Killed in Action on Monday, 26th October 1914, age 25.
Buried in Grave V. B. 9. at Zantvoorde British Cemetery, Zonnebeke, West-Vlaanderen, Belgium.
1st Bn., South Staffordshire Regiment. 22nd Brigade of 7th Division.
Husband of Mrs Alice Charnell, of 60, Upper Church Lane, Summer Hill, Tipton, Staffs.
Born: Birmingham, Enlisted: Sedgley, Resident: Tipton.
First landed France & Flanders, 4th October 1914.
Medal entitlement: 1914 Star, British War Medal, Victory Medal.
Soldier's Papers at National Archives did not survive.
Commemorated on the Tipton Library, and St. John's memorials.
Commemorated here because he appears on a Tipton memorial.
Link to Commonwealth War Graves Site: www.cwgc.org/find-war-dead/casualty/160281/
Richard Charnell was born 12 May 1889 at Erdington. Christened at Tipton.
56 Upper Church Lane, Tipton, Staffs.
Stephen Charnell (48, Railway Station Master, born Bulkington, Warks), his wife Emma (51, born Tamworth), and their 4 children: Thomas (19, Railway Booking Clerk, born Erdington), William (14, Range Fitter, born Birmingham), Richard Charnell (11, born Birmingham), and Dorothy Charnell (16, born Birmingham).
Marriage of Richard Charnell and Alice Cresswell at St John's Church Tipton in June Quarter 1910. Their only child, Richard Elson Charnell, was born 1911 in Tipton.
South Barracks, Gibraltar
Richard Elson Charnell (20, Married, Infantry Private, born Birmingham).
60 Upper Church Lane, Tipton, Staffs.
Alice Charnell (22, Married, born Tipton), and her son Richard Elson Charnell (4 months, born Tipton) living with Alice's widowed mother Mary Ann Cresswell (63, born Tipton).
After Richard's death, his outstanding army pay and allowances amounted to £8/4/1d (8 pounds, 4 shillings and 1 penny); in July 1915 this was paid with £2/14/9d to his widow, Alice, and £5/9/4d to his son, RIchard. His War Gratuity was £5/0/0d (5 pounds exactly), this was paid to his widow, Alice, in August 1919. Richard had been a serving soldier for 4 years at the time of his death.
In August 1914 the 1st Battalion South Staffs were in Pietermaritzburg, South Africa. They were ordered to return to England, landing in Southampton on 19th September 1914. They were attached to the 22nd Brigade in 7th Division, and moved to Lyndhurst where the Division was being formed. In early October 1914 they landed at Zeebrugge, Belgium where they were to see action almost immediately in the Ypres Salient.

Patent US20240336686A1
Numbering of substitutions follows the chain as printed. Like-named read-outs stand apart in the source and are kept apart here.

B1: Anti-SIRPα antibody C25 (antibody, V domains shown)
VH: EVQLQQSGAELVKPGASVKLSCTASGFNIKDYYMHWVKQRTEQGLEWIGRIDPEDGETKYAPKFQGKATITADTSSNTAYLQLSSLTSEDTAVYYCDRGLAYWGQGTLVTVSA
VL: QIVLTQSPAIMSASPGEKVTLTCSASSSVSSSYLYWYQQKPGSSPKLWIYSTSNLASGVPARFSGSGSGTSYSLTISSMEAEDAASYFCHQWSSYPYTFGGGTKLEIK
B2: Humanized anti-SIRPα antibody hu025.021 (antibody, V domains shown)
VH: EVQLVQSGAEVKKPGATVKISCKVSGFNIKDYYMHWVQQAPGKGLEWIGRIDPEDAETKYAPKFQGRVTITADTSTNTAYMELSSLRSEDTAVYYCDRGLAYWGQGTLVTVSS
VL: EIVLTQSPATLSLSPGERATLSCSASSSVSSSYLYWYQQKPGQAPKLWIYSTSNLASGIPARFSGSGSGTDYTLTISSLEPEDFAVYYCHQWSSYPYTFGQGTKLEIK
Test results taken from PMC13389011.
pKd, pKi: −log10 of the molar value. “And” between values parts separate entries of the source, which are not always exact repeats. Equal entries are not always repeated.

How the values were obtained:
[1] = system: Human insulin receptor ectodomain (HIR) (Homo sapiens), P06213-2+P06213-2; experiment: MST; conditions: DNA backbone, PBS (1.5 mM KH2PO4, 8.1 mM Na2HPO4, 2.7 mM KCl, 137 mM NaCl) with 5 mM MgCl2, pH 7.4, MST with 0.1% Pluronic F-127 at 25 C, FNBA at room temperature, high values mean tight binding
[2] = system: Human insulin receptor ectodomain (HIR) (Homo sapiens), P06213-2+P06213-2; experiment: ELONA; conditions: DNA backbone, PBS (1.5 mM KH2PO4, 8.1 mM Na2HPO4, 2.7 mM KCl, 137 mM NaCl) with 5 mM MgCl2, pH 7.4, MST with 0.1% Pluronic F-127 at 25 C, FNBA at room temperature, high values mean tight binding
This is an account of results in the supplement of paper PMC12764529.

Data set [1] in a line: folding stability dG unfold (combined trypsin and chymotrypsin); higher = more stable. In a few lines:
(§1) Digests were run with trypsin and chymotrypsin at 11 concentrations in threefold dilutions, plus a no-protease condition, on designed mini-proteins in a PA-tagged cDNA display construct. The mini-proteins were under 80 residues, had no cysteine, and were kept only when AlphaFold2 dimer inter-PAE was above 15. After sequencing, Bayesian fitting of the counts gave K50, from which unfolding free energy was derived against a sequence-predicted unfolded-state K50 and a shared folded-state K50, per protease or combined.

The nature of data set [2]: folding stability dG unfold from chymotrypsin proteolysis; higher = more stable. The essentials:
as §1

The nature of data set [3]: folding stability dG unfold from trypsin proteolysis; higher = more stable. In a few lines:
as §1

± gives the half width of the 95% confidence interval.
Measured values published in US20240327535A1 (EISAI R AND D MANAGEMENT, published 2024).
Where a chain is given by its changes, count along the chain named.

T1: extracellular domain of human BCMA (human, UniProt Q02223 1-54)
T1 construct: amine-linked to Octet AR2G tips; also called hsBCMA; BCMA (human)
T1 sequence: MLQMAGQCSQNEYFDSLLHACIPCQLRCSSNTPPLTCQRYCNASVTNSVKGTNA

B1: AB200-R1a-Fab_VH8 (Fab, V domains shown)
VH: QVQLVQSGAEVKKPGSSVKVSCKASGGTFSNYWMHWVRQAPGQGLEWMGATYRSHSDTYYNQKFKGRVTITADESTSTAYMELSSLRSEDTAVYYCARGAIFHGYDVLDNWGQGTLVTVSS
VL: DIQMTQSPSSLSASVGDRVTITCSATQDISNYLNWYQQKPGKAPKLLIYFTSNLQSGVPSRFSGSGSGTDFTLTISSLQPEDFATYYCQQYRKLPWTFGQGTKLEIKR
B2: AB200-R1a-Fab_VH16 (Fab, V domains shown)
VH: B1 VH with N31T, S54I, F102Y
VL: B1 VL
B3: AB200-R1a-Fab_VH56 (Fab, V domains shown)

The South Staffs were in the thick of the 1st Battle of Ypres in which the British Expeditionary Force suffered 50,000 casualties between 18 October and 18 November. Day after day, the British were attacked and day after day they repulsed the Germans. On the morning of 26 October, the 1st South Staffs and 2nd Border Regiments were hit by both German and British artillery fire as they lay, shallowly entrenched, in a field between Zantvoorde and Kruiseeke.
The War Diary says: "The 25th and 26th of October were the most trying days the Battalion had seen during the campaign to date. The Germans had been pressing hard all day to push through our very weak trenches, which had been very much reduced by fearful shell and rifle fire."
Casualty figures are confusing. The War Diary reports that on the 25th and 26th October about 80 men killed and 360 wounded or taken prisoner, whereas SDGW shows 20 men killed. In the confusion of these days, accurate record keeping was not the most pressing concern. SDGW show 236 men of the 1st South Staffs killed between 20th October and 19th November, with approximately twice this number wounded, it would have been a minority who came through unscathed.
Richard Charnell is reported as killed on the 26th October, and unlike most of his comrades killed around this time who have no known grave, he is buried at Zantvoorde British Cemetery.
Tipton Herald 20th February 1915
DEATH OF A TIPTON SOLDIER
News has been received of the death of Private Richard E. Charnell, whose wife resides at 60, Upper Church Lane, Summerhill, Tipton.
His regimental number was 8072, and he had served for four years in the 1st Battalion South Staffs Regt., being quartered at Gibraltar and South Africa. He was only 25 years of age. The announcement of his death received from the War Office states that he was killed in action at the front on October 26th, at a place unknown. He leaves a widow and one child.